The Kagera River, also Akagera River, is an East African river, forming part of the upper headwaters of the Nile and carrying water from its most distant source.
The section of river named Kagera begins in Burundi, flowing out from Lake Rweru. From the lake, it flows east along the Rwanda-Burundi and Rwanda-Tanzania borders to a confluence with the Ruvubu River. The waters of the Kagera are thus provided by two major tributaries, the Nyabarongo of Rwanda, which feeds Lake Rweru, and the Ruvubu of Burundi. It is unknown which of these two feeder rivers is the longer and hence the ultimate source of the Nile. From the confluence, the Kagera flows north along the Rwanda-Tanzania border, over Rusumo Falls and through Akagera National Park. It then takes a turn to the east, following the Tanzania-Uganda border and emptying into Lake Victoria in Uganda.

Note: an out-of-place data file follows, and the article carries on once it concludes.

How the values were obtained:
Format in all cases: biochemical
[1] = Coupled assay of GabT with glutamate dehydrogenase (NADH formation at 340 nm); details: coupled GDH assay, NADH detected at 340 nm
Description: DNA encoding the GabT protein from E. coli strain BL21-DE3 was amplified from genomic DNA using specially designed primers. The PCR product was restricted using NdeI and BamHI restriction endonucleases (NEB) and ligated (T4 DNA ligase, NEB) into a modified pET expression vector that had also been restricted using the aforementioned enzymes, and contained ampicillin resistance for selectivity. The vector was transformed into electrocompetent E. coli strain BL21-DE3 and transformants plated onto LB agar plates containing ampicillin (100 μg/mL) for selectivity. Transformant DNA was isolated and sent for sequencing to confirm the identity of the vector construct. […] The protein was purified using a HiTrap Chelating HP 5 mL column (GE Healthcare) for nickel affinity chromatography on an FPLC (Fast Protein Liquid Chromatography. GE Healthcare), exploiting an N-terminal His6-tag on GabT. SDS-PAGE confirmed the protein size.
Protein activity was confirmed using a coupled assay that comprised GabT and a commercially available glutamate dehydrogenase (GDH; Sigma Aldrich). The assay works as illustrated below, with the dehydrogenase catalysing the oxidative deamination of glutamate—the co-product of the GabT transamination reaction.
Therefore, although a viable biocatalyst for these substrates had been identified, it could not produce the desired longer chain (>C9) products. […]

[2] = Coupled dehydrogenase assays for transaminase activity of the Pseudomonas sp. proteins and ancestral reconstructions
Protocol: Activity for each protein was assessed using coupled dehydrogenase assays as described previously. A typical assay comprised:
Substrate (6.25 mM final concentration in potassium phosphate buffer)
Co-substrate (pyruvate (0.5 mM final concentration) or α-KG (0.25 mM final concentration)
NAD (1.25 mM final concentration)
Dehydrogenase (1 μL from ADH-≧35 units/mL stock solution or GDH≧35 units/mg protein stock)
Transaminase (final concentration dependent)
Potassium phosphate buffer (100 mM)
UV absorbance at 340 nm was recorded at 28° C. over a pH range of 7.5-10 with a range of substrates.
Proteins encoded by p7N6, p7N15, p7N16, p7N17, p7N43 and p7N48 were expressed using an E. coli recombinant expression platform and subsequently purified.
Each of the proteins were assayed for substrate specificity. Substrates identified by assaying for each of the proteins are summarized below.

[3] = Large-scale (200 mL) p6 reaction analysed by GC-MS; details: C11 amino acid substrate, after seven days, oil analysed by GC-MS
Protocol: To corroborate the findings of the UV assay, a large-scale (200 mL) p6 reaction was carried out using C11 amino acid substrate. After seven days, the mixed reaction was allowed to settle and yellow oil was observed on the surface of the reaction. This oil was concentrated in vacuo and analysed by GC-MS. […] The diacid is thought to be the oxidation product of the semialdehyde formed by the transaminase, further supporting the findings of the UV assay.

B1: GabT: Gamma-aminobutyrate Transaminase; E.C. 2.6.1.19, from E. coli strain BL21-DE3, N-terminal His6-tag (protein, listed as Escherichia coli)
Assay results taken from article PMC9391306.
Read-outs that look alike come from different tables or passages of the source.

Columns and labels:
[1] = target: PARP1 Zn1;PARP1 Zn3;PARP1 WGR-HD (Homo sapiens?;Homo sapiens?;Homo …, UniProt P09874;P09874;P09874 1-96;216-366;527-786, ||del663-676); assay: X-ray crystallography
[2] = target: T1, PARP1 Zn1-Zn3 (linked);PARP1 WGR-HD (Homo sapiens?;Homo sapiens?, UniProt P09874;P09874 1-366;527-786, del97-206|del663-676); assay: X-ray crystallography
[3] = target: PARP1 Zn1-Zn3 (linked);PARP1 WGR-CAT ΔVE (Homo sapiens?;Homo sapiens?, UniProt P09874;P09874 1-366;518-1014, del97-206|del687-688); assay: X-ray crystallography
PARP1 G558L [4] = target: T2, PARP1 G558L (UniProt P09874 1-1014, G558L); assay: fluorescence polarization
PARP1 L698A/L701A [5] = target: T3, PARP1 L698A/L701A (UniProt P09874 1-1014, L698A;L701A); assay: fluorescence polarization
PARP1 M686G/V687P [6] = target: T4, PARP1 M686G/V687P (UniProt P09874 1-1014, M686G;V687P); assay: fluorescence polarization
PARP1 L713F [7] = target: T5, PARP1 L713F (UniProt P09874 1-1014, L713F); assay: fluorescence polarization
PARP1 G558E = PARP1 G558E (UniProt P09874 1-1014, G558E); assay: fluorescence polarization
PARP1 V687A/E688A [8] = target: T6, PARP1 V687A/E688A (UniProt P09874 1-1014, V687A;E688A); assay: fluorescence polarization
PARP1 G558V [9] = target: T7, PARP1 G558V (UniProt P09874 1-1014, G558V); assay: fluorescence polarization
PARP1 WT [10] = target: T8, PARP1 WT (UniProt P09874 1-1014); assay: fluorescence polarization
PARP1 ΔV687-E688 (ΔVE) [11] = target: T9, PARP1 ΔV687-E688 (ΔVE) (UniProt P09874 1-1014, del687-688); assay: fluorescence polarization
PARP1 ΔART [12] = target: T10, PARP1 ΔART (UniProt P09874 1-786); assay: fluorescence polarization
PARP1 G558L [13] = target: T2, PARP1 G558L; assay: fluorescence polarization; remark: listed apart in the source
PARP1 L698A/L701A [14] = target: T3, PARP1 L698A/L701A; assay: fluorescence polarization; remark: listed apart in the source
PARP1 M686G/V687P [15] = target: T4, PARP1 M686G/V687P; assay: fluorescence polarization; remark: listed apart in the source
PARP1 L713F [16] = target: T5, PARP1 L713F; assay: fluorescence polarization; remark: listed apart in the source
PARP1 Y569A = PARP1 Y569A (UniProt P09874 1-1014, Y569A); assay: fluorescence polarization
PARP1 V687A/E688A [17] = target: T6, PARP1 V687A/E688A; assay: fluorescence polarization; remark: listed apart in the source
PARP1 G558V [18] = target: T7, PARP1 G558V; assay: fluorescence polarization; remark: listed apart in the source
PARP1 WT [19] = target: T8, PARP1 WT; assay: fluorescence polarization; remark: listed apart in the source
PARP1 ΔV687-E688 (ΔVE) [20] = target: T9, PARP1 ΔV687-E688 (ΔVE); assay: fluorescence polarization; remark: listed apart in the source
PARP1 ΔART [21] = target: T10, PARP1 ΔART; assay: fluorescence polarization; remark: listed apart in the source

The river has featured prominently in the histories of the countries it runs through, particularly Rwanda. In 1894, German Gustav Adolf von Götzen crossed the Kagera at Rusumo Falls, beginning the Rwandan colonial era; and in 1916, during World War I, the Belgians defeated the Germans, entering Rwanda by the same route. The river gained international notoriety in 1994 for carrying bodies from the Rwandan Genocide into Lake Victoria, causing a state of emergency to be declared in areas of Uganda, where these bodies eventually washed up.